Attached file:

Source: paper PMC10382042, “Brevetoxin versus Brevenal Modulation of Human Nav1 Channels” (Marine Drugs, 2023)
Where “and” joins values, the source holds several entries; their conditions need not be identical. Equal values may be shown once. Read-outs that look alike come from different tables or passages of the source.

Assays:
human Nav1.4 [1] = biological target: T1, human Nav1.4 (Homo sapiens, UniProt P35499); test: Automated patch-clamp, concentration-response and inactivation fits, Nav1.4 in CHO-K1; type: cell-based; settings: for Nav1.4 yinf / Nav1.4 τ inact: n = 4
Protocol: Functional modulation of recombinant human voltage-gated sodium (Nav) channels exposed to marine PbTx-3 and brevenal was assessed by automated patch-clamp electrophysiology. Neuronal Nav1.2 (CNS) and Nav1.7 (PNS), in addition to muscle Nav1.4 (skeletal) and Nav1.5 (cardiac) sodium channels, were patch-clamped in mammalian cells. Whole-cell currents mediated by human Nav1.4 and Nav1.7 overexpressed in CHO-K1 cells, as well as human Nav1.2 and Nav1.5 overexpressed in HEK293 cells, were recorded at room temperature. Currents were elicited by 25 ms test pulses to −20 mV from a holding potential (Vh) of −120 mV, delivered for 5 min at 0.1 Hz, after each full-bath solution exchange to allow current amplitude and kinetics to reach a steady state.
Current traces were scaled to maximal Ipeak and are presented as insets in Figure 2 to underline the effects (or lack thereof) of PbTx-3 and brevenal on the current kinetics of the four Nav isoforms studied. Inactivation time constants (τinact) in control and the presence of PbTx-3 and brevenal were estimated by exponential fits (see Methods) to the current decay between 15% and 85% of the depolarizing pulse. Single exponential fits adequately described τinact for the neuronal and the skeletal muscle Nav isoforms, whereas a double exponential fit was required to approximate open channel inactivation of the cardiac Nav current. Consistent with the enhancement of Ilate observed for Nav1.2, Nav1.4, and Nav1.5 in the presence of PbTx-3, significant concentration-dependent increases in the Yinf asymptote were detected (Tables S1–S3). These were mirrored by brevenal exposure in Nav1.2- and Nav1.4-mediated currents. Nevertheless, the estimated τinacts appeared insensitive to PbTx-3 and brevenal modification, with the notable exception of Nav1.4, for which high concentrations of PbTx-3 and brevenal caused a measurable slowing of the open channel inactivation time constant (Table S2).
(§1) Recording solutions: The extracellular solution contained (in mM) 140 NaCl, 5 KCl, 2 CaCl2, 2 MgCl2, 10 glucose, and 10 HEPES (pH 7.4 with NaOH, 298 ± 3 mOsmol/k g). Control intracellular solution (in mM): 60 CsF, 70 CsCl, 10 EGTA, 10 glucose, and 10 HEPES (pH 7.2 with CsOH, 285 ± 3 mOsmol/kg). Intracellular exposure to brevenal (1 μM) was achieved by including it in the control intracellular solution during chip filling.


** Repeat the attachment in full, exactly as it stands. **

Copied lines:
Source: paper PMC10382042, “Brevetoxin versus Brevenal Modulation of Human Nav1 Channels” (Marine Drugs, 2023)
Where “and” joins values, the source holds several entries; their conditions need not be identical. Equal values may be shown once. Read-outs that look alike come from different tables or passages of the source.

Assays:
human Nav1.4 [1] = biological target: T1, human Nav1.4 (Homo sapiens, UniProt P35499); test: Automated patch-clamp, concentration-response and inactivation fits, Nav1.4 in CHO-K1; type: cell-based; settings: for Nav1.4 yinf / Nav1.4 τ inact: n = 4
Protocol: Functional modulation of recombinant human voltage-gated sodium (Nav) channels exposed to marine PbTx-3 and brevenal was assessed by automated patch-clamp electrophysiology. Neuronal Nav1.2 (CNS) and Nav1.7 (PNS), in addition to muscle Nav1.4 (skeletal) and Nav1.5 (cardiac) sodium channels, were patch-clamped in mammalian cells. Whole-cell currents mediated by human Nav1.4 and Nav1.7 overexpressed in CHO-K1 cells, as well as human Nav1.2 and Nav1.5 overexpressed in HEK293 cells, were recorded at room temperature. Currents were elicited by 25 ms test pulses to −20 mV from a holding potential (Vh) of −120 mV, delivered for 5 min at 0.1 Hz, after each full-bath solution exchange to allow current amplitude and kinetics to reach a steady state.
Current traces were scaled to maximal Ipeak and are presented as insets in Figure 2 to underline the effects (or lack thereof) of PbTx-3 and brevenal on the current kinetics of the four Nav isoforms studied. Inactivation time constants (τinact) in control and the presence of PbTx-3 and brevenal were estimated by exponential fits (see Methods) to the current decay between 15% and 85% of the depolarizing pulse. Single exponential fits adequately described τinact for the neuronal and the skeletal muscle Nav isoforms, whereas a double exponential fit was required to approximate open channel inactivation of the cardiac Nav current. Consistent with the enhancement of Ilate observed for Nav1.2, Nav1.4, and Nav1.5 in the presence of PbTx-3, significant concentration-dependent increases in the Yinf asymptote were detected (Tables S1–S3). These were mirrored by brevenal exposure in Nav1.2- and Nav1.4-mediated currents. Nevertheless, the estimated τinacts appeared insensitive to PbTx-3 and brevenal modification, with the notable exception of Nav1.4, for which high concentrations of PbTx-3 and brevenal caused a measurable slowing of the open channel inactivation time constant (Table S2).
(§1) Recording solutions: The extracellular solution contained (in mM) 140 NaCl, 5 KCl, 2 CaCl2, 2 MgCl2, 10 glucose, and 10 HEPES (pH 7.4 with NaOH, 298 ± 3 mOsmol/k g). Control intracellular solution (in mM): 60 CsF, 70 CsCl, 10 EGTA, 10 glucose, and 10 HEPES (pH 7.2 with CsOH, 285 ± 3 mOsmol/kg). Intracellular exposure to brevenal (1 μM) was achieved by including it in the control intracellular solution during chip filling.